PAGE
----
The word “psycho-phone” was first suggested and used by Mr. Francis Grierson in a lecture I heard him deliver before the Toronto Theosophical Society, August 31st, 1919, a year before Thomas Edison announced his intention of devising an instrument which he hopes will serve to establish intercourse between our world and the world of spirit.
So reads the opening paragraph of Lawrence Waldemar Tonner’s introduction to the 1921 work Psycho-PhoneMessages Recorded by Francis Grierson. The volume is a collection of discourses purportedly dictated by such notable (deceased) figures as General U. S. Grant, Thomas Jefferson, and Benjamin Disraeli, to name but a few. Tonner’s claim that Thomas Alva Edison, the fourth most prolific inventor in history, was working on a machine to communicate with the dead was, perhaps surprisingly enough based on fact.
The October 1920 issue of American Magazine contained an article entitled “Edison Working on How to Communicate with the Next World” written by one Bertie Charles Forbes (founder of Forbes Magazine). In an interview conducted by Forbes and published in Scientific American soon after, Edison was quoted as having said:
If our personality survives, then it is strictly logical and scientific to assume that it retains memory, intellect, and other faculties and knowledge that we acquire on Earth […] I am inclined to believe that our personality hereafter will be able to affect matter. If this reasoning be correct, then, if we can evolve an instrument so delicate as to be affected, moved, or manipulated […] by our personality as it survives in the next life, such an instrument, when made available, ought to record something.
A second Scientific American piece ran in 1921 in which Edison was quoted as saying:
I don’t claim anything, because I don’t know anything […] for that matter, no human being knows […] but I do claim that it is possible to construct an apparatus which will be so delicate that if there are personalities in another existence who wish to get in touch with us […] this apparatus will at least give them a better opportunity.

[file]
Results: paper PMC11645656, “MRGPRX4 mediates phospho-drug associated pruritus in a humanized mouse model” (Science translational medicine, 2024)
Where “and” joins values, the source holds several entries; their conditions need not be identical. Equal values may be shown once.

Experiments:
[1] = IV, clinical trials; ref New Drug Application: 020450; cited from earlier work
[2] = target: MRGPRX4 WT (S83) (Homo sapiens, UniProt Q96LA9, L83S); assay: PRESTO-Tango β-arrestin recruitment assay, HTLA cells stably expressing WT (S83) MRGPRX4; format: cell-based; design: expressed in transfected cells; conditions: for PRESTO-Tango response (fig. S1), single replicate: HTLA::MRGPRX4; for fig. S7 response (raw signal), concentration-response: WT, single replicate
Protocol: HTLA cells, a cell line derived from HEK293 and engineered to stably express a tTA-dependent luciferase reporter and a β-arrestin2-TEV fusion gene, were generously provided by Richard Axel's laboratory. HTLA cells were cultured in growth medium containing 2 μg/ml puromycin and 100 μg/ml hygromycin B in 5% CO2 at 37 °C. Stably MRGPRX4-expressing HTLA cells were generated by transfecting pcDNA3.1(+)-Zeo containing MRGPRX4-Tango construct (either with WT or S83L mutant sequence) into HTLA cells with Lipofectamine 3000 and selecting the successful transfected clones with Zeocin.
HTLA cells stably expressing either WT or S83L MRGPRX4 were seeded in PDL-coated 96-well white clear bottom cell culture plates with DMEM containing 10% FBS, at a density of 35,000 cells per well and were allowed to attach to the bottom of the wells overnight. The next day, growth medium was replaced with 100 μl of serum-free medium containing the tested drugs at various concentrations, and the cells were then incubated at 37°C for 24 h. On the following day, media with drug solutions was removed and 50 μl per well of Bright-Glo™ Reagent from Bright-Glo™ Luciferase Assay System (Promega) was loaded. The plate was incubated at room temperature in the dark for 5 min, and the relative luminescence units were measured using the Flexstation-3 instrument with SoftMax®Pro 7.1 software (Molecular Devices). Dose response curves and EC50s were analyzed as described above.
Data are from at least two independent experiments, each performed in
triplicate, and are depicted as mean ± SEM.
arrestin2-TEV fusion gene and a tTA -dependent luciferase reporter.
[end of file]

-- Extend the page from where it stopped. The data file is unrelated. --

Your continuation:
In an interview published in the New York Times in 1926 Edison was asked about the comments he’d made six years earlier concerning the prospect of investigating the survival of spirits after death, to which he replied:
I really had nothing to tell him [Forbes], but I hated to disappoint him so I thought up this story about communicating with spirits, but it was all a joke.
So, while seemingly factual in 1921, it turns out that when Edison mentioned his machine to communicate with ghosts he was actually just having a bit of a laugh at Forbes’ (and his readers’) expense. [see Seance Through Science – Edison’s Ghost Machine] Nevertheless, the name Psycho-Phone/Psychophone has come to be associated by many with that (fictional) project Edison was working on, people even claiming to have come across the devices.
What of these Psycho-Phone Messages recorded by Francis Grierson then? Francis Grierson was in fact a pseudonym of composer and pianist Benjamin Henry Jesse Francis Shepard. Born in Birkenhead, England (across the River Mersey, or “over the water”, from Liverpool) Shepard’s family emigrated to Illinois, USA in 1849 while he was still an infant. Shepard was a naturally gifted musician and at the age of twenty he toured the East Coast of America playing piano and singing. A few short years later he found himself performing in the salons of the rich and famous across Europe. In 1871 Shepard played for Czar Alexander II in St. Petersburg. Already fascinated by Spiritualism he received instruction in the art of conducting séances while in Russia and, upon returning to the United States, became friends with Theosophical Society founder Madame Blavatsky. Relocating to San Diego in 1887, Shepard had the impressive turreted mansion, Villa Montezuma, built under the guidance of master architects Comstock and Trotsche. At Villa Montezuma (named after the ship which brought the Shepards to America) Shepard held regular séances and gave bizarre musical performances in which the spirits of long dead composers were purportedly summoned and permitted the use of Sherpard’s body so that they may play again via his living hands.  It was here that Shepard’s alter ego of Francis Grierson was born. Works published under the name included Modern Mysticism (1899), The Invincible Alliance and Other Essays (1913), Lincoln, the Practical Mystic (1919), and of course Psycho-PhoneMessages (1921).